It is easy to communicate processes with new customers or prospects if you have a highly developed implementation planning focus. That builds trust.
Do what you say you are going to do and never promise mountains when all you have to offer are mole hills.
You need to be realistic on what you're selling from the eyes of a buyer.
They don't buy on blind wishes unless you can craft a proposal that solves ISSUES or problems.
Be knowledgeable about your product, your industry, you prospect, their industry, their customers, how they market themselves and how they seem to show themselves to the world online.
Go to Quora.com or even Linked In and post a question (with a graphic image whenever possible) asking others about an industry or problems that are typical in that world.
Don't lead in with bells and whistles or a dog and pony show of this speed, feed, process rate, production model ... etc. etc. unless you know that is what your audience is interested in.
Know that you are usually meeting with an audience of one. You can display competence and credibility when you have done your homework.
CRMs are the ideal way to keep track of all of this valuable morsels of information. You can use Outlook or a Calendar or Notes type APPs without being fancy dancey .... color coded diaries that allow you to sync work appointments with training and driving the kids to soccer, or a doctor's appointment or parent/teacher interviews .... the reality being you work hard and smart, so that real life has time to fit into your schedule and create a balanced approach.
If you put all your eggs in one basket (one major account customer or client) then you may lose them to a price-hungry competitor chopping at the bit to displace you based on price. That is risky. During turbulent economic times, everyone shops, compares to complete the assessment that they still have value in the relationship and how much of a hassle it could be to change from your company.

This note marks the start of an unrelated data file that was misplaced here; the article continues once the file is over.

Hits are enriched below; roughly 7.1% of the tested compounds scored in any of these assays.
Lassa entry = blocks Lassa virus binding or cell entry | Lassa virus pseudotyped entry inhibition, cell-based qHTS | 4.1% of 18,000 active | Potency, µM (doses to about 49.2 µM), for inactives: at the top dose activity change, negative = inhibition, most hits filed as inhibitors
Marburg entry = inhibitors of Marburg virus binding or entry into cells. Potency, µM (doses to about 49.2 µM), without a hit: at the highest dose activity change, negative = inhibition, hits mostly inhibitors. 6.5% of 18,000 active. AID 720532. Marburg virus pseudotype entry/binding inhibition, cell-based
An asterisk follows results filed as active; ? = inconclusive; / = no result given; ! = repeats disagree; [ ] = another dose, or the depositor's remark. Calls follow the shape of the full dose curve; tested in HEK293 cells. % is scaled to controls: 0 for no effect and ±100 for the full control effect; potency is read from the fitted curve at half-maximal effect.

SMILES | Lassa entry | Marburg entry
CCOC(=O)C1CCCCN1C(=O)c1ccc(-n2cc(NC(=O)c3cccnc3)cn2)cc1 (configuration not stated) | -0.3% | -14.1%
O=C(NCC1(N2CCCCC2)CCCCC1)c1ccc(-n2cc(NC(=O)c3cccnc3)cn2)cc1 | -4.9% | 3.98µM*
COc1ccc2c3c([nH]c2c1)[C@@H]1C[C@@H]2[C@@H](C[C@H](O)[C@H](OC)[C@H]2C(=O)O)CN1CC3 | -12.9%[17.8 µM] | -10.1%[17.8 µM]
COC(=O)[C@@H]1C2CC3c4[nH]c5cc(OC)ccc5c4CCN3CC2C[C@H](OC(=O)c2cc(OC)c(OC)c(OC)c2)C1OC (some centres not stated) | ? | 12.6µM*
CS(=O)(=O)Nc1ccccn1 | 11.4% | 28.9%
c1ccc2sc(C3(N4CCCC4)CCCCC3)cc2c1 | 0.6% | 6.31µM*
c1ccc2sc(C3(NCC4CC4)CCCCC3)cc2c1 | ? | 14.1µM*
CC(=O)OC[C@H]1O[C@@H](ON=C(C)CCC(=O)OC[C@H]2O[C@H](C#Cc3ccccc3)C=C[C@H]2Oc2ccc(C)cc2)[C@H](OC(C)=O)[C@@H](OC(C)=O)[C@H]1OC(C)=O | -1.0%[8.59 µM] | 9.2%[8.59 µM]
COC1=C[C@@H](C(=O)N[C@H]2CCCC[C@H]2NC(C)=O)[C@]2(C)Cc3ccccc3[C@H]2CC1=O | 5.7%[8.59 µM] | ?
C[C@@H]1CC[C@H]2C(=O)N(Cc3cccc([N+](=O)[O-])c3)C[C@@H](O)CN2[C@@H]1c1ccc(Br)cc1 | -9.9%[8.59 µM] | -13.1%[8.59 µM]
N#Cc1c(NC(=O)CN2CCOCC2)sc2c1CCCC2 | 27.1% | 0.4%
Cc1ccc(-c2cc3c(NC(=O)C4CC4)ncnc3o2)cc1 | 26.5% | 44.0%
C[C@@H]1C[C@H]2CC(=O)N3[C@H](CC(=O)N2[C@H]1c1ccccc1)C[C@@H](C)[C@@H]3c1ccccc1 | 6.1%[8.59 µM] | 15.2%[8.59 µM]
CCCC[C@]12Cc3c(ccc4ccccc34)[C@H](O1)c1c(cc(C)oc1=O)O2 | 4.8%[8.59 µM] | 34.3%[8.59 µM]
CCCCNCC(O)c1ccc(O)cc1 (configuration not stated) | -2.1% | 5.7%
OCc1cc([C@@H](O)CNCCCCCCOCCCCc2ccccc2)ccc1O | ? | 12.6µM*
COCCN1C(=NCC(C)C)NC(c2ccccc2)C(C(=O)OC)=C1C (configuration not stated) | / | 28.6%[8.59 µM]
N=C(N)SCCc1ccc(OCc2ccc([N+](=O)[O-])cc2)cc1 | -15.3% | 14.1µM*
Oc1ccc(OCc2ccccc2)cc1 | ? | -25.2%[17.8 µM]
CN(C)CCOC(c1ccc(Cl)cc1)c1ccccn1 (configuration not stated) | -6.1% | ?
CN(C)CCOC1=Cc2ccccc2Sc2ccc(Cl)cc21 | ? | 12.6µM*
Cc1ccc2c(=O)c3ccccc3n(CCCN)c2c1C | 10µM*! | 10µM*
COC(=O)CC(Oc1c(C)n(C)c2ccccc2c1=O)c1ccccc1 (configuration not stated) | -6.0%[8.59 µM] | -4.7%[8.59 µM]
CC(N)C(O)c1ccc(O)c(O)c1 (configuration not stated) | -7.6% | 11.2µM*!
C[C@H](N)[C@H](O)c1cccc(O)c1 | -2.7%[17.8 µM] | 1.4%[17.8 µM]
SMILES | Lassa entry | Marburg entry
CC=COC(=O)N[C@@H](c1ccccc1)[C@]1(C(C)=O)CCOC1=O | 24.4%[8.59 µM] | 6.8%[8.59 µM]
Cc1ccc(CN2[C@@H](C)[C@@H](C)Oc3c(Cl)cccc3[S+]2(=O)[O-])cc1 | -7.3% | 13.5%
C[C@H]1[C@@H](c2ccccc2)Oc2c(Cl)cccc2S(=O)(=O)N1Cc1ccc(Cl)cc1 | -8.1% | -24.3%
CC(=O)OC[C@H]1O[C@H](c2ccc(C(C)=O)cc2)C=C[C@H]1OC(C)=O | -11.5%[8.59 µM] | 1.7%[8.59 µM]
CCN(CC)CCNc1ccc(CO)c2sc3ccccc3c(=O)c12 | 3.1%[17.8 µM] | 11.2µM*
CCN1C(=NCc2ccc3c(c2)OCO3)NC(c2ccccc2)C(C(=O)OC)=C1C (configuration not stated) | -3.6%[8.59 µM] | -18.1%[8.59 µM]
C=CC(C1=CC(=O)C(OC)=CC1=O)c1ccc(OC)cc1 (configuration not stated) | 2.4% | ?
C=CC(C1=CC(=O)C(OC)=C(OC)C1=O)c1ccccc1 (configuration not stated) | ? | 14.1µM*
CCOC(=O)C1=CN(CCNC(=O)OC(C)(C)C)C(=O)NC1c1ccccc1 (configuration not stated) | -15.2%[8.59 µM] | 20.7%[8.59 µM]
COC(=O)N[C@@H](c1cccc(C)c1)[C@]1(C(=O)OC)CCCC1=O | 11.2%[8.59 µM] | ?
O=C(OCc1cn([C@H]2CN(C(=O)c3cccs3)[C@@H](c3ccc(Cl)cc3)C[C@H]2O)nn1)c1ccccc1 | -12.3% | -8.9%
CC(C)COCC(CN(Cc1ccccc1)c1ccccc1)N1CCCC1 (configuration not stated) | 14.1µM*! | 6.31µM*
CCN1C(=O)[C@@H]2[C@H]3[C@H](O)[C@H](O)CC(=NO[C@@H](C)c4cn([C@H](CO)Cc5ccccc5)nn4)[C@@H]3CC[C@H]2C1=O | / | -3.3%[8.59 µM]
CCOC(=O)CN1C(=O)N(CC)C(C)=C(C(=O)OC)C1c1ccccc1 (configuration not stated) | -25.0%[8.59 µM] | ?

You can't do that unless you are intertwined with intricate processes of the customer, not who fits into your wheel house. Someone who will pay top dollar for REAL VALUE is who you should be looking for in that case.
Those sales take a lot longer and too few companies get that or align their sales coverage to compensate for the larger fish.
Do your homework before you even hire a sales professional. Create a value-attractive career environment for them to want to follow.
The best ones are harder to find. The ones who are pounding the pavement, making the cold calls, setting up appointments shrewdly, balancing time management with real surprises.
Training is more sophisticated than most Companies are willing to commit. They think it is about touring around, shadowing someone in the front lines or background, are all important with onboarding, but so is training on your company, industry, realistic research on where the company sits.